I’m part of the problem.
Of course, we’re all part of the problem.
It goes this way:
Let’s say I want to get some yoga pants. It would be good if they were comfortable. I want less plastic against my skin, so nothing made of petroleum products. Why support the oil economy? So cotton or hemp are good.
Oh, and I don’t want something made with child labor, or made in sweatshops. Hmm… okay maybe I can find out where the pants were assembled, which is a big part of the problem. Maybe now there are Fair Trade yoga pants? But, that doesn’t tell me where the cotton is grown. A lot of cotton is harvested by young children who are overworked, underpaid, and overexposed to pesticides.
And wait, the yoga pants that claim to be ethically made and all that are about $150, while I can get a nice pair at Target for $15.
Oh, and Target and Wal-Mart and the mass merchandisers are more efficient, so end up using less fuel – per item – to transport products. That that means the burden of product miles and food miles can actually be less than some one-off Fair Trade importer can achieve, therefore a lower carbon footprint.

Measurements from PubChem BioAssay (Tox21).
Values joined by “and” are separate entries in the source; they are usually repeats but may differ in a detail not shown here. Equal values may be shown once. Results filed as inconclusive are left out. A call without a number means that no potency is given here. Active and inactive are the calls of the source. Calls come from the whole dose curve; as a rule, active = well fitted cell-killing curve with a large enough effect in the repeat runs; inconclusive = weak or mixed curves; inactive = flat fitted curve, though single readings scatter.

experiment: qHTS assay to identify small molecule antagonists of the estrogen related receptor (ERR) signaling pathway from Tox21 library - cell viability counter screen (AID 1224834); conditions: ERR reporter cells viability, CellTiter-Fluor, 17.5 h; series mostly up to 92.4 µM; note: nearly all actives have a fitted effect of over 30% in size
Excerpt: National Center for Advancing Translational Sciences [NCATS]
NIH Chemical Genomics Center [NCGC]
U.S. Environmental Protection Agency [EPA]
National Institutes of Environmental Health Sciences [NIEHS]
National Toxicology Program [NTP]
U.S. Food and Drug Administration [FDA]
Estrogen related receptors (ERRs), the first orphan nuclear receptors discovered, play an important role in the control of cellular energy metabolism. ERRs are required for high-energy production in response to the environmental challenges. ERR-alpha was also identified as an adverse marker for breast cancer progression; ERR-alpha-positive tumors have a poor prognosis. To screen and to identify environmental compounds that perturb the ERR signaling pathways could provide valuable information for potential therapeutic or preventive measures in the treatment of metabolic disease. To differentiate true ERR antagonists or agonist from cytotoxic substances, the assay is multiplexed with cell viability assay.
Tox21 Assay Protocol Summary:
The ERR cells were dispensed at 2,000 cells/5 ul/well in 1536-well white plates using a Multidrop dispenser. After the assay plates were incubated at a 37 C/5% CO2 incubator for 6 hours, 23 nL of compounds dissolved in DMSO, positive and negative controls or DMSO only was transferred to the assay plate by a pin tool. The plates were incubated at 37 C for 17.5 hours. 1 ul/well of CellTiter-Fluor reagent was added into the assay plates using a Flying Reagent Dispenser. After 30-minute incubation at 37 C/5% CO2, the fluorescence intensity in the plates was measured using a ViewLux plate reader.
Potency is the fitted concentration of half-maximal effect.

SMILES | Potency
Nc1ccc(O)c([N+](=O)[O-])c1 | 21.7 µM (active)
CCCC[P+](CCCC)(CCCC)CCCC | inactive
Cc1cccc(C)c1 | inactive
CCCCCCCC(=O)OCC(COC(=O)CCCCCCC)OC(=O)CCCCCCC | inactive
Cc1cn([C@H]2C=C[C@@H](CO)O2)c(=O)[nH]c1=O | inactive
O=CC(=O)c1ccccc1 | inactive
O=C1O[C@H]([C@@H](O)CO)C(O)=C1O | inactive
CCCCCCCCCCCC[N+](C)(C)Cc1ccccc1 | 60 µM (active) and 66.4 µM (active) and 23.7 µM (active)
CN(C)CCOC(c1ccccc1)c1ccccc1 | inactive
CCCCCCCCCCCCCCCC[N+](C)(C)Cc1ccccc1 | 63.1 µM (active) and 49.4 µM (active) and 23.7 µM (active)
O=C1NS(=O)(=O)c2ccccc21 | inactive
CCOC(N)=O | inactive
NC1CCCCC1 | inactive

Is it really worth ten times the price, or even 10% more, to have something where I don’t really know if it’s making a difference?
Now, do the same math for about any product: food, clothing, water…you’ll see the problem.
Stepping back to the big picture: one of the marketer’s dreams is to have a product or category which can be differentiated. The more the product can be made different, the higher the price you can charge and subsequent margins you can reap. So, the more FUD, the better.
Stepping even further back, by consuming less and being more selective about what I do consume, I can have some impact on the working conditions of others.